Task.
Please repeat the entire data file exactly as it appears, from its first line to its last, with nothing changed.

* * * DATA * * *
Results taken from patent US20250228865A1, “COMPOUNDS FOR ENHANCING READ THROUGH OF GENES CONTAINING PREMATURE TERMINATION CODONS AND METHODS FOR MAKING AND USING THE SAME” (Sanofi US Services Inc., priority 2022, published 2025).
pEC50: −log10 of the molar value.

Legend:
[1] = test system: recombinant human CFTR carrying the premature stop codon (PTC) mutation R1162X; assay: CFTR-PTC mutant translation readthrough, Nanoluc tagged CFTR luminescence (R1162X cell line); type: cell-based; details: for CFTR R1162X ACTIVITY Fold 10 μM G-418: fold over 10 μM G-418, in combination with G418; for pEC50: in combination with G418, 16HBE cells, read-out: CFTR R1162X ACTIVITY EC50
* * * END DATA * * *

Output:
Results taken from patent US20250228865A1, “COMPOUNDS FOR ENHANCING READ THROUGH OF GENES CONTAINING PREMATURE TERMINATION CODONS AND METHODS FOR MAKING AND USING THE SAME” (Sanofi US Services Inc., priority 2022, published 2025).
pEC50: −log10 of the molar value.

Legend:
[1] = test system: recombinant human CFTR carrying the premature stop codon (PTC) mutation R1162X; assay: CFTR-PTC mutant translation readthrough, Nanoluc tagged CFTR luminescence (R1162X cell line); type: cell-based; details: for CFTR R1162X ACTIVITY Fold 10 μM G-418: fold over 10 μM G-418, in combination with G418; for pEC50: in combination with G418, 16HBE cells, read-out: CFTR R1162X ACTIVITY EC50